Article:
PRŠUT – Adriatic star
Krčki pršut – there’s more than fish on Krk
Famed for its golden Žlahtina wines and excellent lamb, Krk is the only island whose cured ham is protected. Similar to Italian prosciutto, an essential part of the pršut production process is its slow drying, and the dry bura winds on Krk provide an ideal backdrop. Authentic Krčki pršut must be produced from pigs from the region. Unless they swim to Krk by themselves. Then they deserve the honor of becoming a part of magnificent krčki pršut. 🙂
Istarski pršut – non-smoked pršut
The land of truffles and Malvazija wine is one of Croatia’s gourmet hotspots, and the production of Istrian pršut follows strict traditional methods dating back centuries. Unlike pršut from other regions which are always smoked, Istrian pršut didn’t crumble under peer pressure and it is not smoked! It is left to the charms of the wind, sea salt and natural spices such as pepper, bay leaves and garlic. After drying in the cold bura wind for a few months, it is left to age for a year. It can only be produced on the Istrian peninsula.
Drniški pršut – the royal pršut provided by bura
Although the pršut from the inland Dalmatian town of Drniš only attracted EU protection relatively recently, its fame dates back generations, and indeed it was served both at the Coronation of Queen Elizabeth II in 1953, and again by the Royal household 50 years later when the original menu was reenacted. The secret to Drniški pršut lies in the specific conditions of the local micro-climate, with the famous bura wind accounting for 50% of all winds in the area. Be aware of the bura! Even though it does make great pršut by buffeting it all over, it’s not so fun when it does that to you. But hey, who are we to stop you? If you want to be great like Drniški pršut, go for it! 🙂
Dalmatinski pršut – the fight between north and south couldn’t be more delicious
In addition to Drniš, pršut from the wider Dalmatian region is also protected, and unlike Istria, its production is a combination of that famous bura wind and smoking. Locations with a combination of the bura (north) and jugo (south) winds give the best results, and no other additives apart from sea salt are permitted.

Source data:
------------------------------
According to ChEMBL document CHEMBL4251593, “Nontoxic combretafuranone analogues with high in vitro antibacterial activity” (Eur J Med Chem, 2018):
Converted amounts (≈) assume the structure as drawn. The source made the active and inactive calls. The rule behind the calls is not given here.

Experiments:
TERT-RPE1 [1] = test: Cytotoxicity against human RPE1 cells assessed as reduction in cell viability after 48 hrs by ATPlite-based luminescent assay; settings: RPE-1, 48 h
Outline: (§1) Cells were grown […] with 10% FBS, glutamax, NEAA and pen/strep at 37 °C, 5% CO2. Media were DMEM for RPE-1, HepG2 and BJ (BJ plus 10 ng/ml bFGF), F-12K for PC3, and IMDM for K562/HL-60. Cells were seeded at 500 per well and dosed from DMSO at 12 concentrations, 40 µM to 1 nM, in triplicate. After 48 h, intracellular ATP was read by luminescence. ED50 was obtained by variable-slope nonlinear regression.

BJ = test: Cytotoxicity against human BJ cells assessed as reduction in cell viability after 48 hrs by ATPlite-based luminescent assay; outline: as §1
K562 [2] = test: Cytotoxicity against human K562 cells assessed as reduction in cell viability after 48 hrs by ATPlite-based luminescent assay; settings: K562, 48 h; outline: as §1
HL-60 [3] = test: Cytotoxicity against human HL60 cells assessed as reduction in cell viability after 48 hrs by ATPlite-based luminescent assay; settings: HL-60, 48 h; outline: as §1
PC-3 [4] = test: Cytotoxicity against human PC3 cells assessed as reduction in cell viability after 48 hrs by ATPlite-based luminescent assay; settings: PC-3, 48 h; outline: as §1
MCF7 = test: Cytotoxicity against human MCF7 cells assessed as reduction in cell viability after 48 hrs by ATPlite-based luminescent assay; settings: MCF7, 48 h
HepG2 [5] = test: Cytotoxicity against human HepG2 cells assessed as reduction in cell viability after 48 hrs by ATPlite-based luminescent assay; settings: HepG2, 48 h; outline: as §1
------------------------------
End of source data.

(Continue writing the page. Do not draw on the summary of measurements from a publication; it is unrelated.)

KULEN – the Eastern Croatian sensation
Continental Croatia provides its own star attraction to match pršut – kulen. A spicy sausage from eastern Croatia and much coveted by locals on the coast, it is a product of minced pork, seasoned with red pepper and garlic, of which there are two specific types.
Baranjski kulen – the coolest mix of paprika and meat
The mystical region of Baranja, with its heavy Hungarian influence and love of paprika, was the first kulen to achieve EU protection. Kulen from Baranja is famed for its smoky aroma and spicy taste, with that famed paprika a defining feature, with the additional key ingredients being garlic and pepper in the minced pork. Reasonably uniform in its oval shape and weight (from 0.80kg), Baranjski kulen is a prized ingredient for weddings and special occasions. Because of paprika this kulen might seem a bit hot but don’t worry because every coolen has a bit of cool in it. 🙂
Slavonski kulen – kulen is good but with bacon it’s better
Slavonia, the bread basket of Croatia and a region famed for its hospitality, also has its protected kulen (often called kulin), a popular gift and souvenir from the region. Similar to its Baranja cousin, the main difference is that there is more paprika and white pepper in the Baranja version, with more bacon fat in Slavonian kulen, with some homemade recipes even containing another local staple – rakija. You know Slavonians – when in doubt add a little bacon. And rakija!
Whatever you choose, bon appétit or as Croatians say – dobar tek!